Thread: Multi stepping

  1. #1
    Hi All,
    I am a little puzzled by some information on the web as to multi stepping and it has got me wondering as to the worth of it.
    Are the muliti steps always the same ie is an 8th step equal to 0.225 degrees everytime (1/8 of 1.8 degrees) and is it reproducable.

    Just wondering as I can see how a half step works but not multi(micro)step works.

    peter

  2. Quote Originally Posted by ptjw7uk View Post
    Hi All,
    I am a little puzzled by some information on the web as to multi stepping and it has got me wondering as to the worth of it.
    Are the muliti steps always the same ie is an 8th step equal to 0.225 degrees everytime (1/8 of 1.8 degrees) and is it reproducable.

    Just wondering as I can see how a half step works but not multi(micro)step works.

    peter
    Yes. the reproducability is down to the motor to some extent. But microstepping is done in exactly the same way as 1/2 step... applying differential current to the opposing phase coils so that one coil is pulling the rotor forward and the other pulling it back. The resultant 'vector' is part way between two step locations. The current applied to each coil is a 'stepped sine wave'... here is a good tutorial on the subject.

    HTH

  3. #3
    Thanks Irving2008 goes some of the way but still not clear how reproducible partial steps are when under load as the bit I read on the web inferred that steps between full and half were hit and miss not that I fully understand but I would think that as one of the coils only has partial power then its actual position will be influenced by the load.
    So I would think that greater accuracy could be achieved with gearing albeit with a slower responding unit being as I want to make fairly small parts I think I should have gone with gearing instead of direct drive, only time will tell.

    Peter

  4. Quote Originally Posted by ptjw7uk View Post
    Thanks Irving2008 goes some of the way but still not clear how reproducible partial steps are when under load as the bit I read on the web inferred that steps between full and half were hit and miss not that I fully understand but I would think that as one of the coils only has partial power then its actual position will be influenced by the load.
    So I would think that greater accuracy could be achieved with gearing albeit with a slower responding unit being as I want to make fairly small parts I think I should have gone with gearing instead of direct drive, only time will tell.

    Peter
    As long as you are not overloading the motor the accuracy should be reproducible - how good that will be will depend on the tolerance you can sustain. The tolerance of the motor is about 2 - 5% typically.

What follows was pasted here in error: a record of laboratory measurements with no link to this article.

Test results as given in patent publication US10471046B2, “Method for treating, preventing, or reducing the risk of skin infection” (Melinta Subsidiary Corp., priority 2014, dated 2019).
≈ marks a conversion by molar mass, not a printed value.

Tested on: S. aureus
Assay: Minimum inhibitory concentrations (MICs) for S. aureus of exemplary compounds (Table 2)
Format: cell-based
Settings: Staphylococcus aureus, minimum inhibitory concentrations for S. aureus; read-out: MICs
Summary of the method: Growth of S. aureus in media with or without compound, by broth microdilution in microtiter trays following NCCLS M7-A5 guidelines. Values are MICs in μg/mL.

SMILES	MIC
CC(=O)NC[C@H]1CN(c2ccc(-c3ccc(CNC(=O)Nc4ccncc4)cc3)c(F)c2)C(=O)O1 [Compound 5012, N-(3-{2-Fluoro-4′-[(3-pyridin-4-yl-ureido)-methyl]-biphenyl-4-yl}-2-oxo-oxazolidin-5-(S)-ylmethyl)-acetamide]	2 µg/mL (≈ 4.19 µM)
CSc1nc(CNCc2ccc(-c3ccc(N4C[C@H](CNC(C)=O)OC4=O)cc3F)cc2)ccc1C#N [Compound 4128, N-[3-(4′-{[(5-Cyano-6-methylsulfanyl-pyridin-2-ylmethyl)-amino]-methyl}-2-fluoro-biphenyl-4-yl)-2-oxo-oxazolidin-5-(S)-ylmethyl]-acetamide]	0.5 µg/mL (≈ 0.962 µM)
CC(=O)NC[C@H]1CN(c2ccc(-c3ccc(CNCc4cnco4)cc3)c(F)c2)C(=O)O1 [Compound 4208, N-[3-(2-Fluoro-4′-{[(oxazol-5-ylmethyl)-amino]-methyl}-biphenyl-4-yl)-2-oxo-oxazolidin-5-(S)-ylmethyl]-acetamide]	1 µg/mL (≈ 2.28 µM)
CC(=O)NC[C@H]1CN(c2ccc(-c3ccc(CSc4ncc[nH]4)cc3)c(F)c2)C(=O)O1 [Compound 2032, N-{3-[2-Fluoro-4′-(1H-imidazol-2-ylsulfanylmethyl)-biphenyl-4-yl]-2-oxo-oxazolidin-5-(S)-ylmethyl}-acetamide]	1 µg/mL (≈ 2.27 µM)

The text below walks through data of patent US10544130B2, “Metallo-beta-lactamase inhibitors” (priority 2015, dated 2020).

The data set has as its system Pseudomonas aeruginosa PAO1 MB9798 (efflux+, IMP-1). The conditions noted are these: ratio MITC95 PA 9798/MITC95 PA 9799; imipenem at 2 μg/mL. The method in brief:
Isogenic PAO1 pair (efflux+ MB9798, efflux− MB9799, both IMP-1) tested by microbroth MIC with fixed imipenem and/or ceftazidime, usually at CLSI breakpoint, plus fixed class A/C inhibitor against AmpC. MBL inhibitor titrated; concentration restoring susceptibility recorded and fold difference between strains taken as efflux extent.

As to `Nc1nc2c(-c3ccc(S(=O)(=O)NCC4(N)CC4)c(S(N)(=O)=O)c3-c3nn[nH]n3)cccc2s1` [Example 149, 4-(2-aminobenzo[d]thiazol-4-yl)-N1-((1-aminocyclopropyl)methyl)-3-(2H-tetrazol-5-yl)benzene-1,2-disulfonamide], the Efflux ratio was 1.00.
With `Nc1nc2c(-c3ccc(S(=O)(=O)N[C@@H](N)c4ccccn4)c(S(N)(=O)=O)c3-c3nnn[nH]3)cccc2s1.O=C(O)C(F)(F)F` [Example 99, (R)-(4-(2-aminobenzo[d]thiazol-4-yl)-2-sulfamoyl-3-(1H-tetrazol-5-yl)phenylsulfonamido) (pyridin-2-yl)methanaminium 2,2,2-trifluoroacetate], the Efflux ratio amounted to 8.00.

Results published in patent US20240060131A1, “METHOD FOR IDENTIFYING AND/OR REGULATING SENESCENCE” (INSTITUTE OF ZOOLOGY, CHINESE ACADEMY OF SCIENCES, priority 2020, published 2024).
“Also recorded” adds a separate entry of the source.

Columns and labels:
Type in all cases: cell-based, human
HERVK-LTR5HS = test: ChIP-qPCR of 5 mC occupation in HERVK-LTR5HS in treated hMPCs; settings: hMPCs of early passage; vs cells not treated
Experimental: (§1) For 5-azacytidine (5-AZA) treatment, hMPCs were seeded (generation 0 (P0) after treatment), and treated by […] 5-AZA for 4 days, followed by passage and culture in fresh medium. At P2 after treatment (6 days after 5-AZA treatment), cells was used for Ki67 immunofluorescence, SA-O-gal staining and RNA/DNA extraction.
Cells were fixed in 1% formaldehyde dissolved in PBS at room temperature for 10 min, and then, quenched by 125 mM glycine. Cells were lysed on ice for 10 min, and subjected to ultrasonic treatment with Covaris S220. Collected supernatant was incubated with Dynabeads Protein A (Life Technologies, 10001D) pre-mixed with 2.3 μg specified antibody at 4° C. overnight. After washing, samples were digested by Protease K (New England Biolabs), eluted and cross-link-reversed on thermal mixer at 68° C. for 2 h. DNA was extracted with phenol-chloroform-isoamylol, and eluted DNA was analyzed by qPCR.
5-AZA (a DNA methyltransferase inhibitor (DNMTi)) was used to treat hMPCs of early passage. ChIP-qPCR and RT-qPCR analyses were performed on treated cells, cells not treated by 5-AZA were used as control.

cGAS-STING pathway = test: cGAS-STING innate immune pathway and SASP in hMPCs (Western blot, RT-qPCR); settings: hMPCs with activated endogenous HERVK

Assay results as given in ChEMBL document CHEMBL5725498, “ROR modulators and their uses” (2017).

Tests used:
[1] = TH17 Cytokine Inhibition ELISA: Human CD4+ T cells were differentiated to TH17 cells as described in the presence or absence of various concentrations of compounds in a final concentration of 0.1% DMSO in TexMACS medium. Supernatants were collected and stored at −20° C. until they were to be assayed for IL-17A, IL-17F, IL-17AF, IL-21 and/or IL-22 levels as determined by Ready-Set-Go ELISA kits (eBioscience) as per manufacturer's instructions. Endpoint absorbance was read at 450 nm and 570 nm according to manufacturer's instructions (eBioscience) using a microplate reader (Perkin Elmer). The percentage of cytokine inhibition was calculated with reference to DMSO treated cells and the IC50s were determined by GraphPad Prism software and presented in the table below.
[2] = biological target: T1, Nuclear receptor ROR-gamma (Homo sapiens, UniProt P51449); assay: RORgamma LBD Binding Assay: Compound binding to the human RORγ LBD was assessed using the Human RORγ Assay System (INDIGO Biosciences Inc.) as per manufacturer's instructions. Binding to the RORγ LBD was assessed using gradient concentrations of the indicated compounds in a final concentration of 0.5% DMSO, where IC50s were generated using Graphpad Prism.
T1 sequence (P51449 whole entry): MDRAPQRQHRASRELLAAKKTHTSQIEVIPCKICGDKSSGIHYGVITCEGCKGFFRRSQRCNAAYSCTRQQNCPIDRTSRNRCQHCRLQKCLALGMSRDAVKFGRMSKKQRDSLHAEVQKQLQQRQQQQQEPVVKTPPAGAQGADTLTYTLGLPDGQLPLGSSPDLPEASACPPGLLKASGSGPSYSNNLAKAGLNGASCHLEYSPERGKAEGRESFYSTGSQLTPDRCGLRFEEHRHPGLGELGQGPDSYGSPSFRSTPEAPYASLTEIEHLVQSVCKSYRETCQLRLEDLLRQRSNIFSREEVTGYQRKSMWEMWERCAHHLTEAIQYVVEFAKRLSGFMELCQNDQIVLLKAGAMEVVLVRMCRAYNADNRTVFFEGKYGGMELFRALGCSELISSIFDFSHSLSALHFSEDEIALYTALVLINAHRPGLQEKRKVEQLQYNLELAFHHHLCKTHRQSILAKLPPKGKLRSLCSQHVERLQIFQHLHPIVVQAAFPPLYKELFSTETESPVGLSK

As you say, a lot depends on the design and work area of the overall system. With a 200step/rev motor on a 5mm leadscrew, say, 1 full step = 0.025mm. If you wanted 0.01mm accuracy you could either use 1/8 stepping to give .003125mm/step or geardown 2.5:1. The 1/8 step would give positioning of 0, .009375, .021875, .03125, .040625, etc, a maximum error of 0.001875mm, which may be good enough. 1/16 step would halve that error.

    The disadvantage as you point out is that gearing down would reduce the ability to do rapids. In the above example at 1000 (full)steps/sec the rapids for the direct drive would be 25mm/sec (1.5m/min), whereas with the geared drive it would be only 10mm/sec (0.6m/min) which makes a big difference on a 1000 x 600 work area. On a 200mm x 100mm PCB router tho its not such an issue.
    Last edited by irving2008; 22-07-2009 at 02:48 PM.

  5. #5
    Only problem I now have is that as I want to go small the cutters need to get smaller and so up goes the motor speed.
    I think I need to investigate the brushless motors used in models as they seem to give the speed in a small envelope and at a reasonable price although not sure about the high current needed also how long will they run for as I have not seen many models running for hours!

    Peter

  6. #6
    Found an interesting site for spindles
    http://www.cncathome.com/spindles.html
    Worth a read although he doesnt rate model brushless motors.
    Peter

  7. #7
    Hi,

    My take on microstepping is that the biggest gain is smoothness of motion and reduced vibration. The increase in resolution is not always the main reason for choosing microstepping. We used to use 1/2 step mode on our machines, now we use 1/8th step. The only change we have made to the controls are to increase the step rate by 4. We now have the same usable resolution but with a much smoother system that has improved acceleration and reliability.

    Hope this helps.

    Simon

  8. #8
    My take on microstepping is that it's fine and dandy so long as there is no load on the motor.

    As you go beyond half step it gets springy. Any stiction means it won't start to move until you're far enough ahead to overcome it, then, suddenly, BOING.

    I half step to 10um then add an intermediate 5um microstep but it's only there to smooth things out, it ain't gonna happen :heehee:

  9. #9
    Microstepping is not linear (Between full step positions) and should not be relied upon.
    the error you will see is only between the full step positions.
    I demonstrated this to a customer with a stepper motor set to a high microstepping resolution that had a mirror attached to the shaft and I pointed a laser at the mirror and put a pen mark on the wall on the other side of the room, I then moved the motor 100 microsteps, marked the wall and then moved back 100 microsteps, and the laser was a few cm from the original mark.
    Gearing will be better for accuracy, but you have the downside of smoothness, noise, backlash or hysteresis.
    If you need accuracy and repeatability with very small increments then closed loop servo would be the way to go (PID driver)

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